Sufferers of an Invisible Trauma
Copyright 2005 by Eva Bell
Domestic Violence is a subject that has been investigated and written about extensively during the last few decades. There are many laws to protect women from cruelty. Social organizations have sprung up, where a woman can take temporary shelter until her future plans are sorted out. But a woman who is subjected to emotional abuse suffers alone, because her scars are invisible. No broken bones or no bruises to show. There are no parameters against which the extent of her trauma can be quantified. It is usually a private interaction between husband and wife. At best, the family who knows, collude to make it their best kept secret.
Emotional Abuse is more a malady of the middle and upper classes. Illiterates have no use for such subtleties. For them, wife battering is good enough, though this pastime is not necessarily confined to the ghettos. Even men like Noel Coward believed that “some women should be struck regularly like gongs." Others were even more emphatic that “a spaniel, a woman, a walnut tree, the more they are beaten, the better they be.” Physical and emotional abuses are not mutually exclusive. What begins as verbal abuse may end in physical violence.
Though the underlying causes of both types of abuse are the same, the difference can be compared to a burglar and a white-collared crook who fiddles with the books. While one is brazen about his occupation, the culpability of the latter may go undetected for a long time. Basically both are thieves.
Forward and Torres in their book “Men who hate women, and Women who love them,” define abuse as “ any behavior that is designed to control and / or subjugate another person through the use of fear, humiliation and verbal or physical assaults. It is the systematic persecution of one family member of another.”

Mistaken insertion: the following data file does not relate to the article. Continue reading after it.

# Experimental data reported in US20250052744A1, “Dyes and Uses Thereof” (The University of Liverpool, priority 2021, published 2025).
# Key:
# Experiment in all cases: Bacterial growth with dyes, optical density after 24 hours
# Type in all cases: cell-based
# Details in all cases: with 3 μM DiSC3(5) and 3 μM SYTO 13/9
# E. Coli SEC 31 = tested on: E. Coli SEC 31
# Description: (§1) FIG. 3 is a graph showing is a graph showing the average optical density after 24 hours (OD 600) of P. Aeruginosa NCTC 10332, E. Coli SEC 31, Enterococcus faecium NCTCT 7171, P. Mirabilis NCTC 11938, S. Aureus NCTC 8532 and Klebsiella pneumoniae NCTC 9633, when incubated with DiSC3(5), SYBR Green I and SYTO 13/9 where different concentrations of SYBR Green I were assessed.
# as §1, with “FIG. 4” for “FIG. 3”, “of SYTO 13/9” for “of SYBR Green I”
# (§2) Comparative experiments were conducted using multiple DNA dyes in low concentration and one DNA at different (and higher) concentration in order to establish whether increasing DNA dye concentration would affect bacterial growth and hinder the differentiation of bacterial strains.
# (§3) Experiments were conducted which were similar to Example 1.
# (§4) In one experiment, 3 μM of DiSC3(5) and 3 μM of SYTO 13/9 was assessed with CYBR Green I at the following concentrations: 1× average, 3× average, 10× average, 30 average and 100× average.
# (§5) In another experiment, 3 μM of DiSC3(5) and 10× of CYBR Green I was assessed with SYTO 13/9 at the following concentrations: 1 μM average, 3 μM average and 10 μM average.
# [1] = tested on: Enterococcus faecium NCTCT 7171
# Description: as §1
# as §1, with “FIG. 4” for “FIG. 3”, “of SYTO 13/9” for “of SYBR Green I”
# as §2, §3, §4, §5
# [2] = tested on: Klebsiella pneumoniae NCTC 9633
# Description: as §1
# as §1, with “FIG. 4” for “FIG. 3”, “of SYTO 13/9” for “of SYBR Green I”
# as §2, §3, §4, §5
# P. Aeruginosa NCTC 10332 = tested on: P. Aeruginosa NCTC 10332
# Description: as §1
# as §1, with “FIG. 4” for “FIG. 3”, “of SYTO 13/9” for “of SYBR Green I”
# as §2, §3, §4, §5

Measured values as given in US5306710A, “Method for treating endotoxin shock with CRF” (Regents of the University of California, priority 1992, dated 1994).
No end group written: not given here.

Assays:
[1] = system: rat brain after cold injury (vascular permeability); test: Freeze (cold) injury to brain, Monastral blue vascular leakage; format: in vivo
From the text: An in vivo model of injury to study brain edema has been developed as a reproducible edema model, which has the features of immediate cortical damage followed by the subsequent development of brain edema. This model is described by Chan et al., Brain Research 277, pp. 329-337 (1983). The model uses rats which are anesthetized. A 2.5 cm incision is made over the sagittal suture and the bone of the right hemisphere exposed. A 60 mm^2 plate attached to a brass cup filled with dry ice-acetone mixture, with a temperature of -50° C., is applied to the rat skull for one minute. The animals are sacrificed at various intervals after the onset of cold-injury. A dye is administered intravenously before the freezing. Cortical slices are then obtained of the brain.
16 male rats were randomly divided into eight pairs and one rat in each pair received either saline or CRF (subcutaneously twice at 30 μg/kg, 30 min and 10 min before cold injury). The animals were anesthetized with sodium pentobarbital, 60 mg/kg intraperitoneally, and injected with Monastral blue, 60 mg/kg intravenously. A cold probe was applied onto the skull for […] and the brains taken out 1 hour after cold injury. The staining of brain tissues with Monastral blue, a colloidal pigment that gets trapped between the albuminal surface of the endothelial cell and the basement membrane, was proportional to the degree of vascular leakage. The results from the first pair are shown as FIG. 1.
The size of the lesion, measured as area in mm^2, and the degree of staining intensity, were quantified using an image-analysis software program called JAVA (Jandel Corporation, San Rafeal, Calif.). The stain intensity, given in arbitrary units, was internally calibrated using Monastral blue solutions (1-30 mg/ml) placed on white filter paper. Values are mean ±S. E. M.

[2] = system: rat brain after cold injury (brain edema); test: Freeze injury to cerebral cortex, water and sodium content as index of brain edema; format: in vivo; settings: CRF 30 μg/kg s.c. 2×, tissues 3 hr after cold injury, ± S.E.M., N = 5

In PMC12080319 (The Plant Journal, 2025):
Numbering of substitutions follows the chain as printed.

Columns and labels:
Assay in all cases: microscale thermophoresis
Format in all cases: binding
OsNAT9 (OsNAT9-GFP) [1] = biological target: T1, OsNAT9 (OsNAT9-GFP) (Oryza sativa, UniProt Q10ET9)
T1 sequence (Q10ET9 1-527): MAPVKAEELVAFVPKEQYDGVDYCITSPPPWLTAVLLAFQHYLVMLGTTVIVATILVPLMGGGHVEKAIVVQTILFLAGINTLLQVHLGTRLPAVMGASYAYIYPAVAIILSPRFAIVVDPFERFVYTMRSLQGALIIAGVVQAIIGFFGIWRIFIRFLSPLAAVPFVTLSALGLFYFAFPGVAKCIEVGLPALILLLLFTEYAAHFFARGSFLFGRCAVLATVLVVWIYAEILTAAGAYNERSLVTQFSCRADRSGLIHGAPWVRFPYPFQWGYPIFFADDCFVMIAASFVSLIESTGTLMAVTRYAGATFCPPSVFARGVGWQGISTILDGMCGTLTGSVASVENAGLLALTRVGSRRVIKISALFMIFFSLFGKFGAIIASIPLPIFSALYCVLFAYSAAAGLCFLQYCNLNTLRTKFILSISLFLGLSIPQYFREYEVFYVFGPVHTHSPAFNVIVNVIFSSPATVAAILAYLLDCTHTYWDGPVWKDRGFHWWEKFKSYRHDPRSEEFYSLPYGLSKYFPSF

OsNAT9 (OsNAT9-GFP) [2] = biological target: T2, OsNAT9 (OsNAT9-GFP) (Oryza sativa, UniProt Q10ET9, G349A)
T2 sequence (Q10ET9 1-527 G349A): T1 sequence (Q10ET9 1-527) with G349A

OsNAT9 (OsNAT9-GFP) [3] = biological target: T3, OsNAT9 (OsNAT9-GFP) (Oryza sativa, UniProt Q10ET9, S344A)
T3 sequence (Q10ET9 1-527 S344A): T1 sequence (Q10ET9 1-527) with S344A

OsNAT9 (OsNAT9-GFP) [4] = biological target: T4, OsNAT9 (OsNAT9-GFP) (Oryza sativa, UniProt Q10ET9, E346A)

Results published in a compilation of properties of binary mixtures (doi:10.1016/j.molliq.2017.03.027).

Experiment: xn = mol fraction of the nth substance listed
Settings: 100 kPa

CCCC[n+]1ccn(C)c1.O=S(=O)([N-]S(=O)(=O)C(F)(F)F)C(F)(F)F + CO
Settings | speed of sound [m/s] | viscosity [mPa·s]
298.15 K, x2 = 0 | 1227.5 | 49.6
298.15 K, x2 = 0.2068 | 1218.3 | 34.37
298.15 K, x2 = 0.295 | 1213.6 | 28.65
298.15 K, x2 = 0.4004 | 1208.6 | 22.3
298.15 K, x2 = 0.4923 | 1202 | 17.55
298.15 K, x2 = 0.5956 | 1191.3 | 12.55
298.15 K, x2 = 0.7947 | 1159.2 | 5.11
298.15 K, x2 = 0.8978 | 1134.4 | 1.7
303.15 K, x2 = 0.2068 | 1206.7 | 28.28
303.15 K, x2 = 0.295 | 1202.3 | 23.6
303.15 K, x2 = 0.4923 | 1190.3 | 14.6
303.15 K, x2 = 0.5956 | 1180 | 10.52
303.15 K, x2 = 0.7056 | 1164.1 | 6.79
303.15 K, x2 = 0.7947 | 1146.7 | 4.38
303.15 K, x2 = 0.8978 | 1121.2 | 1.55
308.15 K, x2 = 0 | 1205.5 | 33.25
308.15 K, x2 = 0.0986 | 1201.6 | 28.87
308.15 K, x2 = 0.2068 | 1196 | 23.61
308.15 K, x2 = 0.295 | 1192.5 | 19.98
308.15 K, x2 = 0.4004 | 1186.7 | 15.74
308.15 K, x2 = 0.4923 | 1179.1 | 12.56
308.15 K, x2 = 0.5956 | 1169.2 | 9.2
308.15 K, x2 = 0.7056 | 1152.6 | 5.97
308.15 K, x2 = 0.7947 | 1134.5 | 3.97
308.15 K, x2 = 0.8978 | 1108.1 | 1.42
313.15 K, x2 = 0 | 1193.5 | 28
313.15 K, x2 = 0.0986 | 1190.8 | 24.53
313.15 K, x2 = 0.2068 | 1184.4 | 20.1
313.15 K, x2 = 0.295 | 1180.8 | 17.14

While the batterer uses his ‘fists,’ the emotional abuser uses ‘words’ or ‘looks’ as his weapons. The most frequent form is to subject the woman to insults, name calling, criticism of the way she walks, talks or dresses, fault finding with her cooking, or her management of home and children. The one single motive is to chip at her self-esteem on a regular basis, until she begins to doubt her own self worth. Damaged self esteem may lead to fear of failure as a wife, mother or human being. She may try harder to please her ‘lord and master’ or withdraw into herself like a tortoise into its shell, to prevent herself from being hurt. She may remain silent and depressed inside her cocoon of intolerable loneliness and despair. Suicidal thoughts may assail her or she may become permanently dysfunctional. It is common knowledge that suicide rates are increasing every year. But there are no figures to show what percentage of these may be due to emotional abuse.
The Bible tells us, “The tongue is a restless evil, full of deadly poison.” We know that ” wounded hearts are slow at healing, if ever they are to heal again.”
It brings to mind the case of a young dashing Air Force officer who wooed and won a pretty nurse. She was not only beautiful, but a talented girl, and a fine pianist too. Though he never laid a hand on her, the verbal abuse she was subjected to ruined their married life. Nothing that she did or said was right. Whether at a public function or a private party, his language was insulting. At first, she protested and wept. Then gradually, all meaningful conversation ceased. She went about her work mechanically, and withdrew into a world of books. She was barred from playing the piano, an instrument she had loved to play since her childhood. It was a typical case of emotional isolation.
The only visible sign of her protest was that she took to wearing the garb of a widow – white cotton saris with thin borders. Whether it was at home or a wedding, she wore white till her death. In her last years, she developed high blood pressure, but was prohibited from seeing a doctor. He thought he was competent enough to treat her with homeopathy. Needless to say she died of Cerebral haemorrhage. Even in her death, she could not have her way. She had specifically asked to be buried according to her religious rites. Perversely he insisted that she be cremated.